Is Inflation Good Or Bad For My Credit? Theory & practice

The topic of inflation is currently very present in the media. In Germany, the inflation rate will rise to + 4.1% in September 2021. The last time inflation was so high was in December 1993. But does high inflation affect your credit?

Inflation describes the loss in value of money within a year. An inflation rate of currently + 4.1% means that our money is now 4.1% less than in September compared to the previous year.


You paid a hundred euros for your purchase in September 2020; for exactly the same purchase a year later you have to pay 104.10 euros. Put simply, you can’t buy as much for a hundred euros as you did a year ago.

In nominal terms, you still have 100 euros, but in real terms the 100 euros are worth only 95.90 euros at an inflation rate of 4.1%. In recent years there has been an inflation of around 1.5-2.5%. In order to compensate for the annual decline in purchasing power, wages in most industries rise regularly.

How Does High Inflation Affect Loans?

Basically, in theory, inflation is good for borrowers. When borrowing, the borrower agrees on a fixed interest rate that does not change even with inflation. If the inflation rate is higher than the lending rate, the bank suffers a loss. The money it has lent, including interest payments, is in real terms less valuable at the end of the term than when it was granted. An example:

You are currently taking a 20,000 euro car loan for 5 years at an average interest rate of 2.99% effective (see loan calculator). Currently (as of October 2021) 2/3 of all Postbank customers receive this interest rate. The current inflation rate is 4.1%. The real interest that the bank now receives for your loan is – 1.11%. Due to the loss of purchasing power of the debt, borrowers have to repay less “real” debts, since the 20,000 euro loan will be worth significantly less in real terms in the next few years.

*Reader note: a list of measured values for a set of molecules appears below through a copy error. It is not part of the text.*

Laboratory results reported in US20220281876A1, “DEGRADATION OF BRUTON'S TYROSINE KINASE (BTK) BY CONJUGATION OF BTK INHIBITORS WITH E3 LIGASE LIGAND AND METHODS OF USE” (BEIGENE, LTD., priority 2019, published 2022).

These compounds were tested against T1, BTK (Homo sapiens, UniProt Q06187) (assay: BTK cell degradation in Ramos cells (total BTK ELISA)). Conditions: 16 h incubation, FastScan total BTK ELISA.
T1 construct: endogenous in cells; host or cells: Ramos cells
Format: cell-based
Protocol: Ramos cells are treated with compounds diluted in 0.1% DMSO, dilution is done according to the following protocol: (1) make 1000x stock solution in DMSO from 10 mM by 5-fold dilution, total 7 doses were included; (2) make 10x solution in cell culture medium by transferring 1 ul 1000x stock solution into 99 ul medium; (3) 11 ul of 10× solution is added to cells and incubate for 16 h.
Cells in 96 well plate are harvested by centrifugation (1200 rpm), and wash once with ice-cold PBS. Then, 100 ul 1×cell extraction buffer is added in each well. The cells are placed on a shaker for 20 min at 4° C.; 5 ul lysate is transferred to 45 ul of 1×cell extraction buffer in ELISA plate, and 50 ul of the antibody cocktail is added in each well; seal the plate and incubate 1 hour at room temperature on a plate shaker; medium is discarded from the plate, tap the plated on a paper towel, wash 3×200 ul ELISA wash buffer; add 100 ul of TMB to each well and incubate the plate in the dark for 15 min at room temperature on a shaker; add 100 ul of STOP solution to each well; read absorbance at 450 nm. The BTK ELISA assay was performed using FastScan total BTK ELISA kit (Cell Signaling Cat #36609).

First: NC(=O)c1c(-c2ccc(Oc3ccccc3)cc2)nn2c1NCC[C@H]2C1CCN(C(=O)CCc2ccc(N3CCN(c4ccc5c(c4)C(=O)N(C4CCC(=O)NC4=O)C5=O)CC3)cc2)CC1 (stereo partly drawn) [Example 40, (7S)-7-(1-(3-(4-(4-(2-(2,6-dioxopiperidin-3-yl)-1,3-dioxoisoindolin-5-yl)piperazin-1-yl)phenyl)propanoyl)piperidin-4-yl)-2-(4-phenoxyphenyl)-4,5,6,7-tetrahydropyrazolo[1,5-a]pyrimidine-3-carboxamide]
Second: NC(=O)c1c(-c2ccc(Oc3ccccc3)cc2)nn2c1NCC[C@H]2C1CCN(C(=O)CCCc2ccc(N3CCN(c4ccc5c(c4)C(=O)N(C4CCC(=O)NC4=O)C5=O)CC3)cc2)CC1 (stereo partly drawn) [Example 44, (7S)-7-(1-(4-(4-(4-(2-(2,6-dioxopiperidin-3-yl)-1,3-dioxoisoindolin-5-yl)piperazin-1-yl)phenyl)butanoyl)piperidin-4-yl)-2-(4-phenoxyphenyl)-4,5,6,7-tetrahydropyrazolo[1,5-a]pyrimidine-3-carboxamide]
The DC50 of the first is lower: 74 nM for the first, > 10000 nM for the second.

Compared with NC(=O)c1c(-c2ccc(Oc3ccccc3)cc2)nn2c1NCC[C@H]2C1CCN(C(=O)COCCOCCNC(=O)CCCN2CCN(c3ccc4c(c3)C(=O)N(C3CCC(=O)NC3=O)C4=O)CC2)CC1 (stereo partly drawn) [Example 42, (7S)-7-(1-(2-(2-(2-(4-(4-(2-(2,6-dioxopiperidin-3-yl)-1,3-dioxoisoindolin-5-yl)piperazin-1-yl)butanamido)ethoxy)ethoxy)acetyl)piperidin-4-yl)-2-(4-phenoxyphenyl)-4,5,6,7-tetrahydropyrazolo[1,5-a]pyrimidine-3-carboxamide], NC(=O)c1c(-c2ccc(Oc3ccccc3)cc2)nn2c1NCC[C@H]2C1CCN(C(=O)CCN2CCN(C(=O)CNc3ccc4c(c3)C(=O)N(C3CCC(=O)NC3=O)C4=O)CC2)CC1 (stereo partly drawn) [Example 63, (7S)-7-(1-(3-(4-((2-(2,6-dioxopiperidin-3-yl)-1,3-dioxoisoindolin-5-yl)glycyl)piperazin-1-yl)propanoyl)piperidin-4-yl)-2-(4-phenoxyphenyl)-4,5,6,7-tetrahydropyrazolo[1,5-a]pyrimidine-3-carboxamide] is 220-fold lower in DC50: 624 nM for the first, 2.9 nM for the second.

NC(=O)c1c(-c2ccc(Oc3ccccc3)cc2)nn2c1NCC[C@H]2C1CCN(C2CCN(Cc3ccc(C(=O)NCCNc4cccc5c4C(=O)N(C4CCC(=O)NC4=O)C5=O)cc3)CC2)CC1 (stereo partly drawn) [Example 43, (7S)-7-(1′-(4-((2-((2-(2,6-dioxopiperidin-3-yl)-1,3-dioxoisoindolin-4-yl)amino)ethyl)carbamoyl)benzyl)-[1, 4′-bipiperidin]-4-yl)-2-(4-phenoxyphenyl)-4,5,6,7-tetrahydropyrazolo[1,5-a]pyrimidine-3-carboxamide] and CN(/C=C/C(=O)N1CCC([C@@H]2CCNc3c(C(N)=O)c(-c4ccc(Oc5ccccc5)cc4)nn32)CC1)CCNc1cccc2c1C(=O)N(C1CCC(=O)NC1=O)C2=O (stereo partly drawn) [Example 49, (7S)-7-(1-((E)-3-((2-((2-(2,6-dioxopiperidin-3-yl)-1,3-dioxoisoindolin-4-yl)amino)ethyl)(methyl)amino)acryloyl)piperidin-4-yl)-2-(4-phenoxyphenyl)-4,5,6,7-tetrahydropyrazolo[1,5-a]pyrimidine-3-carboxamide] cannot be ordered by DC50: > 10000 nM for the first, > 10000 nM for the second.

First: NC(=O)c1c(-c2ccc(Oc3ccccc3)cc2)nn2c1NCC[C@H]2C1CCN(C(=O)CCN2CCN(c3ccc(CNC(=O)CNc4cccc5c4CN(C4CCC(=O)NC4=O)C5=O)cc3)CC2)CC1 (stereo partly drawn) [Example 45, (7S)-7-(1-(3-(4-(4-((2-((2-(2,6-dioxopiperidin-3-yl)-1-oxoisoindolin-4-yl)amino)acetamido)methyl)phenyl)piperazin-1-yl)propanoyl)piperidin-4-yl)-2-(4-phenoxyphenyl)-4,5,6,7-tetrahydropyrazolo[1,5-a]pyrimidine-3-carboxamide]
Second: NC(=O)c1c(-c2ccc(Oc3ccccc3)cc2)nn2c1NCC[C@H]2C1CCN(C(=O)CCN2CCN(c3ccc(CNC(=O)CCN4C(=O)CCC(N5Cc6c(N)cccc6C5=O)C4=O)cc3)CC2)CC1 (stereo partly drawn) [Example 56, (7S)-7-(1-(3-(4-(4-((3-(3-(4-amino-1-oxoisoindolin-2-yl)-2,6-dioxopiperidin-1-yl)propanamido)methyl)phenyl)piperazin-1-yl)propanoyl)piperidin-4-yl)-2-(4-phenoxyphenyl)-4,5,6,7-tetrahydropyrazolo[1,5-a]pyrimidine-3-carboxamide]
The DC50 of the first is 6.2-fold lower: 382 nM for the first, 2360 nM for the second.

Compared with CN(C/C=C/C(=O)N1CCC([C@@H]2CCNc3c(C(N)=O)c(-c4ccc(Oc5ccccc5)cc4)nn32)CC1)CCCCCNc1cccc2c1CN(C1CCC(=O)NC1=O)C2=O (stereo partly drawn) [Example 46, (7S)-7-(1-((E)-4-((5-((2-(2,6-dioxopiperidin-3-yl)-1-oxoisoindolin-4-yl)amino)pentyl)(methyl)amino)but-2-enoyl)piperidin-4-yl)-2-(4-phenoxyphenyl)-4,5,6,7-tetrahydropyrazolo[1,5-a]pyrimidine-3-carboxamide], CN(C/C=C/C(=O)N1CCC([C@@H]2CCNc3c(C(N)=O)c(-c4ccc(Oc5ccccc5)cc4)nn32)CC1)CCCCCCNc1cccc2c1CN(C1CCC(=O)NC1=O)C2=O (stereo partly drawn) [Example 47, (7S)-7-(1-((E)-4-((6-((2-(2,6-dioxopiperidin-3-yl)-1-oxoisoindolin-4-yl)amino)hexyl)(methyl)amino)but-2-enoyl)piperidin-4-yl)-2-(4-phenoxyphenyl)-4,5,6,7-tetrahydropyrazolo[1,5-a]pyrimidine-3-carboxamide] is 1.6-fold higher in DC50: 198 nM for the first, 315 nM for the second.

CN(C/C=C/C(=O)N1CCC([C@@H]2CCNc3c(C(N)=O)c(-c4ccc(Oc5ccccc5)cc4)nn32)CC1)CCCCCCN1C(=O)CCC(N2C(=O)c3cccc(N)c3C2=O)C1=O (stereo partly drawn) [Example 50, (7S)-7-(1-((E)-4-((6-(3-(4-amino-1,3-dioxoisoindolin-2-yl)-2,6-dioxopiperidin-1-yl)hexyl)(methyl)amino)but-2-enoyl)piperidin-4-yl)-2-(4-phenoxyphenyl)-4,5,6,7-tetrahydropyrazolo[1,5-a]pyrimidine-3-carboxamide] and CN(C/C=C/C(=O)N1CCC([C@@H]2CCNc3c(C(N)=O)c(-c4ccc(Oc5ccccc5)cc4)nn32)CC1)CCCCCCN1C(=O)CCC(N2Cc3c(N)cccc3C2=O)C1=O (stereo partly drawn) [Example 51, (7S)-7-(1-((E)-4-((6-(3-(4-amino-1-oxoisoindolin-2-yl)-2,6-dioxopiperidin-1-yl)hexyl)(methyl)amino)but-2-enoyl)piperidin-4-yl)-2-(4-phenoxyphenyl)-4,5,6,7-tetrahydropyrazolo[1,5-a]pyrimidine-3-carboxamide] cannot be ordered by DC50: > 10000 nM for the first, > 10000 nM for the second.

Is it that easy?

In theory, it’s pretty straightforward and simple. In practice it looks a little more complicated. It is assumed that wages and salaries grow on average with the inflation rate. This means that the money has approximately the same value in real terms. Let’s get back to our car loan and assume that the borrower has 2,000 euros net available per month.

The monthly loan installment is currently around 341 euros for the car loan and is fixed for the entire term. If real income were to increase with the inflation rate, the borrower would have more money left at the end of the month in nominal terms (simplified: 2,000 x 1.041 = 2082 euros). This would reduce his monthly load a little. As a rule, however, this only works in theory.

If there are higher inflation rates, incomes usually do not rise at the same pace, so the whole thing only works to a limited extent in the example with consumer loans. BUT: Since all material goods rise in price, the loss in value of a car is nominally not as high as with a low inflation rate.

High Inflation Rate Good For Home Loans?

Yes! There are often much longer fixed interest rates and real estate is a good protection against inflation as material goods. As a borrower, you benefit from fixed loan installments, regardless of inflation. In addition, real estate prices rise above average with higher inflation.

If you rent out the property as an investment, you can adjust the rent annually using an index rent. To do this, one orientates oneself on the consumer price index.